Stroke Literature Synopses: Basic Science
Stem cell transplantation may be a promising therapeutic approach to repair damaged central nervous system tissue. Three recent articles introduced below provide novel insights into mechanisms and methods for cell transplantation to stroke damaged brains.
As a donor cell, neural stem cell (NSC) has been one of the major candidates for cell transplantation to brain. However, hostile host environments during the acute phase of stroke reduce the efficacy of NSC transplantation. Wakai et al (Hypoxic preconditioning enhances neural stem cell transplantation therapy after intracerebral hemorrhage in mice [published online ahead of print October 27, 2015]. J Cereb Blood Flow Metab. doi: 10.1177/0271678X15613798) demonstrated that hypoxic preconditioning would enhance NSC resilience to the hemorrhagic stroke environments. In vitro cell culture experiments first confirmed that hypoxic preconditioning (sublethal hypoxic stress; 5% hypoxia for 24 hours) enhanced cell proliferation/survival of NSCs and increased NSC tolerance against hemoglobin cytotoxicity. In addition, the hypoxic preconditioning upregulated a prosurvival Akt phosphorylation via hypoxia inducible factor-1α and also enhanced vascular endothelial growth factor secretion from NSCs. When NSCs were transplanted to intracerebral hemorrhage mice, more transplanted NSCs survived when NSCs were preconditioned with mild hypoxia than the nonpreconditioning group. Furthermore, mice that received hypoxia-preconditioned NSCs exhibited more vascular endothelial growth factor expressions along with enhanced functional recovery and perilesional tissue protection. These data suggest that hypoxic preconditioning to NSCs may improve the efficacy of stem cell therapy in intracerebral hemorrhage.
Besides NSCs, other stem cells have been proposed for cell transplantation to damaged brain. Uchida et al (Transplantation of unique subpopulation of fibroblasts, Muse cells, ameliorates experimental stroke possibly via robust neuronal differentiation. Stem Cells. 2015;34:160–173. doi: 10.1002/stem.2206) examined whether multilineage-differentiating stress-enduring (Muse) cells can be a novel source of transplantable stem cells for stroke. Muse cells, which are a unique stem cell population within fibroblasts, can self-renew and differentiate into cells representative of all 3 germ layers. In this study, the authors separated Muse cells and non-Muse cells, as control, from adult-skin–derived human dermal fibroblasts by flow cytometry. When these Muse or non-Muse cells were further subjected to single-cell suspension culture, only Muse cells formed characteristic clusters that expressed pluripotency markers Oct3/4, Nanog, and Sox2. In addition, cells expanded from the Muse cell–derived clusters on gelatin-coated plates expressed neural markers, suggesting that Muse cells would differentiate into neural-lineage cells. Then the authors stereotaxically transplanted Muse or non-Muse cells into the rat brain 2 days after stroke onset. At day 84, there were no significant differences in infarct volume between Muse-transplanted, non–Muse-transplanted, and vehicle (PBS only) groups. However, transplanted Muse cells survived in the host brains at least ≤84 days, and they integrated into the sensory-motor cortex with extended neuritis into cervical spinal cord. Finally, Muse cell–transplanted rats exhibited better neurological outcomes. Hence, Muse cells would be a feasible and promising cell source for cell-based therapy for stroke.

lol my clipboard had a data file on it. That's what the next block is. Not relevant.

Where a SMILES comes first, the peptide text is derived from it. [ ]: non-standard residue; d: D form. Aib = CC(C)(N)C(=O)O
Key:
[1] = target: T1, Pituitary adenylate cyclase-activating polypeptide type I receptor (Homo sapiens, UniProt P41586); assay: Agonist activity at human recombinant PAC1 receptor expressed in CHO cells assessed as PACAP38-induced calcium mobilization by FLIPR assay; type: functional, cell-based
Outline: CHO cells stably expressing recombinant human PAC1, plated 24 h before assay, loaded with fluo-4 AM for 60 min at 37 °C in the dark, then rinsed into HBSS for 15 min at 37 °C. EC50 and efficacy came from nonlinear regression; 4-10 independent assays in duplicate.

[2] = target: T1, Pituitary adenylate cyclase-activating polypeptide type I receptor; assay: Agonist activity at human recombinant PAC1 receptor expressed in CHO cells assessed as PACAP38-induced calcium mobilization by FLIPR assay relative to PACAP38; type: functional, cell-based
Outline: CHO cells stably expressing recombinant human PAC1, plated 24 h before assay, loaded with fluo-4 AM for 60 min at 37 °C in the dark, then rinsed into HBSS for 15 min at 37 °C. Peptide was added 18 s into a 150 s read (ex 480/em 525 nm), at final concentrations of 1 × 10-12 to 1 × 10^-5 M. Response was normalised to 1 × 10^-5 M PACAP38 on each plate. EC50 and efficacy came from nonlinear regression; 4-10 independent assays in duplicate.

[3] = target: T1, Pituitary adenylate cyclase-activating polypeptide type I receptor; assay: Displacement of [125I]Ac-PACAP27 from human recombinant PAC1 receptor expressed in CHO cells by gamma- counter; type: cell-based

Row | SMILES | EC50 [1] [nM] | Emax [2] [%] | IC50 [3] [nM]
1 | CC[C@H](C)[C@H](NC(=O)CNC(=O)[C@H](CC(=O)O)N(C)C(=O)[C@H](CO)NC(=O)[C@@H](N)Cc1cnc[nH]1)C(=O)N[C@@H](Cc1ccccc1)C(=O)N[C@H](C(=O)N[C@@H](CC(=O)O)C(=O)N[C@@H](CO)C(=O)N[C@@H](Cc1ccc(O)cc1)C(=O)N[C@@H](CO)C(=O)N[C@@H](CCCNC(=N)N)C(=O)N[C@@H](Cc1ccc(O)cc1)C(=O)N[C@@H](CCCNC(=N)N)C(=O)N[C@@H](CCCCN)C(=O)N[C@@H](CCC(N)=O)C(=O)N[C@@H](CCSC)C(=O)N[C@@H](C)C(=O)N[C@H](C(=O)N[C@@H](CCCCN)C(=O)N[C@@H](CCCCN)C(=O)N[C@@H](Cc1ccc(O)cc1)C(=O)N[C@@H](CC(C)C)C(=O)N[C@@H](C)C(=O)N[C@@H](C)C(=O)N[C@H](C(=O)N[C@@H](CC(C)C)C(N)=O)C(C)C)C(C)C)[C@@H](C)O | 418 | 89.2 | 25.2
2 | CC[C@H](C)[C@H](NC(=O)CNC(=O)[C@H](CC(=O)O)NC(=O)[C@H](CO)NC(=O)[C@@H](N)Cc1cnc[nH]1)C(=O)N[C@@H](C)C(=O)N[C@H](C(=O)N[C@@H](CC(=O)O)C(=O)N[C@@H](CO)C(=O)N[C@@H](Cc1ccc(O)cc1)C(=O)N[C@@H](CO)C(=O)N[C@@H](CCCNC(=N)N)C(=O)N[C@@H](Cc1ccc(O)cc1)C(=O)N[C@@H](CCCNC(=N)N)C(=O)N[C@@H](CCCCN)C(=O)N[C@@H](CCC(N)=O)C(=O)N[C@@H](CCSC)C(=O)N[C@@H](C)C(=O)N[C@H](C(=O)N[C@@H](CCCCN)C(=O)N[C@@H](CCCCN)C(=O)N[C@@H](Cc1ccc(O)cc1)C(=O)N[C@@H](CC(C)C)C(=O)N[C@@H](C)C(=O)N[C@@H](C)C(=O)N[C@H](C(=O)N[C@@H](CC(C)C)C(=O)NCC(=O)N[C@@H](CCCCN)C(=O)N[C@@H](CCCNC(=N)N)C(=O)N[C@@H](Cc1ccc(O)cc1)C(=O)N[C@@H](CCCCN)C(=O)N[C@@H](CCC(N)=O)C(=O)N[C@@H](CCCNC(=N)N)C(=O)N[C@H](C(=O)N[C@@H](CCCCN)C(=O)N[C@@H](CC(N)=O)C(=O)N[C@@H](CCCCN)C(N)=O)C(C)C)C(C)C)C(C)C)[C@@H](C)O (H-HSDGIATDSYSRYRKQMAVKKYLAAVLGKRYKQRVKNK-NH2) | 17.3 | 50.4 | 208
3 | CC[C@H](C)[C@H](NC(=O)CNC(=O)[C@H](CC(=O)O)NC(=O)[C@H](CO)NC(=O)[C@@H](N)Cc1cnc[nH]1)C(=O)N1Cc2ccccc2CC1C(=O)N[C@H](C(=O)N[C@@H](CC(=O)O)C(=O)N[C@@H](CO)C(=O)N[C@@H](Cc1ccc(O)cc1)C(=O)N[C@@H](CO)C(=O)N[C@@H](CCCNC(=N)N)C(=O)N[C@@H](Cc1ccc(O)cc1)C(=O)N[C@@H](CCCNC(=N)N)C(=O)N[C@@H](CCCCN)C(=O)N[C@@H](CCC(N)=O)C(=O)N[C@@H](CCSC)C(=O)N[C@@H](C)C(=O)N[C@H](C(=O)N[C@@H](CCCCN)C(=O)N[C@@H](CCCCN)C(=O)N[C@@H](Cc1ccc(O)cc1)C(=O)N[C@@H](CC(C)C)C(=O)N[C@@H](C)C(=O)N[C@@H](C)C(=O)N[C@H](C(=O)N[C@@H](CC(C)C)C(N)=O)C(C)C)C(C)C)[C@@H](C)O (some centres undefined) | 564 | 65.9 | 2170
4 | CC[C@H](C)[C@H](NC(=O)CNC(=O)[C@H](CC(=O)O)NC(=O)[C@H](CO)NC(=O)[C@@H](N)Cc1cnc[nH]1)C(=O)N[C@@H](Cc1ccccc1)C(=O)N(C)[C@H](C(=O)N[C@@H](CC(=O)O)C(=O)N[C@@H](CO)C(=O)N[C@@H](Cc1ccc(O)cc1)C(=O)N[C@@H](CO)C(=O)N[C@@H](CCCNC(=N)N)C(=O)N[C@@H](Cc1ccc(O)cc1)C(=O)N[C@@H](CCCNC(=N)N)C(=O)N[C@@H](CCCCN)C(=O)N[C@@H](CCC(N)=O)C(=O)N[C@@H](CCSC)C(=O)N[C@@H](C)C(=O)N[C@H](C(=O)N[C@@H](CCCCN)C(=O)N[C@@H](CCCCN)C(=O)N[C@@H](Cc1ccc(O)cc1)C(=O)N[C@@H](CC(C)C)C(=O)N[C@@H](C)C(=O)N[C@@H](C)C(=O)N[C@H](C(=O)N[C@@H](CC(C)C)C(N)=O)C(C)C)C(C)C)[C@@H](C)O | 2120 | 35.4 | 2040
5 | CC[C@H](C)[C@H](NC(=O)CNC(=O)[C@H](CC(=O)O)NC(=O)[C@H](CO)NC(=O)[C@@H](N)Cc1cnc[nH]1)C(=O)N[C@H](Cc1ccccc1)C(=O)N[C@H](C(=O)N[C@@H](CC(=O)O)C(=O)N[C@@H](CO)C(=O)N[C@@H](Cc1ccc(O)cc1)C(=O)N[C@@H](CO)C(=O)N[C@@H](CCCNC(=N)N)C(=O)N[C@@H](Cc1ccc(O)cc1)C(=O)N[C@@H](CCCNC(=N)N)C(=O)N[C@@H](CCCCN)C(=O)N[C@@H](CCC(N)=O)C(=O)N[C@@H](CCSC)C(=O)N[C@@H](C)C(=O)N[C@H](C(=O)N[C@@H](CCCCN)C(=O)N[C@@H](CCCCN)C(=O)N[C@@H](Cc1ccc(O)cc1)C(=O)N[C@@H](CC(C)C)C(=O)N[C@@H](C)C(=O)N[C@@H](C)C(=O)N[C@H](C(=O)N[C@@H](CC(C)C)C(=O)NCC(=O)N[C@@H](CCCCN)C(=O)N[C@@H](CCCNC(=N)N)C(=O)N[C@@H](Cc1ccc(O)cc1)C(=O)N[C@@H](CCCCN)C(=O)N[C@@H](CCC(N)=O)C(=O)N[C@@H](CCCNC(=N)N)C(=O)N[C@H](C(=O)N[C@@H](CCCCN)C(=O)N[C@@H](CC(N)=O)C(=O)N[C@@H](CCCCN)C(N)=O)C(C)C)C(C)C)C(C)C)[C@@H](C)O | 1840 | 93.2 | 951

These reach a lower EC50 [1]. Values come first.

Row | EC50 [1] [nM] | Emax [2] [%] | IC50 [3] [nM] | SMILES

The use of multiple cell types may accelerate the process of reconstructing damaged tissues after stroke. However, one of major challenges in the transplantation of multiple cell types is to selectively and noninvasively visualize these implanted cells. Nicholls et al (Simultaneous MR imaging for tissue engineering in a rat model of stroke. Sci Rep. 2015;5:14597. doi: 10.1038/srep14597) proposed a novel method in assessing the distribution of transplanted NSCs and endothelial cells (ECs) simultaneously. The authors used 2 paramagnetic chemical exchange saturation transfer (PARACEST) agents. Although T2 agents have been to date mainly used to visualize implanted cells, T1 and T2 agents within the same voxel are difficult to be separated. In contrast, the PARACEST approach can afford a selective visualization of independent PARACEST agents with better sensitivity. In this study, the human striatal NSC line STROC05 was labeled with Eu-HPDO3A, and the human cerebral microvascular EC hCMEC/D3 was labeled with Yb-HPDO3A. After the simultaneous detection of NSCs and ECs in the same voxel with a ratio of 4:1 NSCs:ECs was confirmed by in vitro experiments, the authors transplanted the mixture of labeled cells into the stroke cavity of rats (2 weeks after 70-minute middle cerebra occlusion by filament insertion). The magnetic resonance image successfully visualized the implanted NSCs and ECs in vivo brains simultaneously and noninvasively, which was later validated by histological analysis. Therefore, this noninvasive imaging technique would be useful to understand how implanted cells contribute to formation of de novo brain tissues.
These 3 studies demonstrate novel tools and mechanisms in stem cell therapy for stroke. Replacing lost tissues by cell transplantation in stroke brain will be challenging, but further investigation into how transplanted cells would reconstruct damaged neurovascular environment and alter the biochemical environment for neurovascular recovery/repair may eventually lead to effective approaches in cell-based therapy for stroke patients.
- © 2016 American Heart Association, Inc.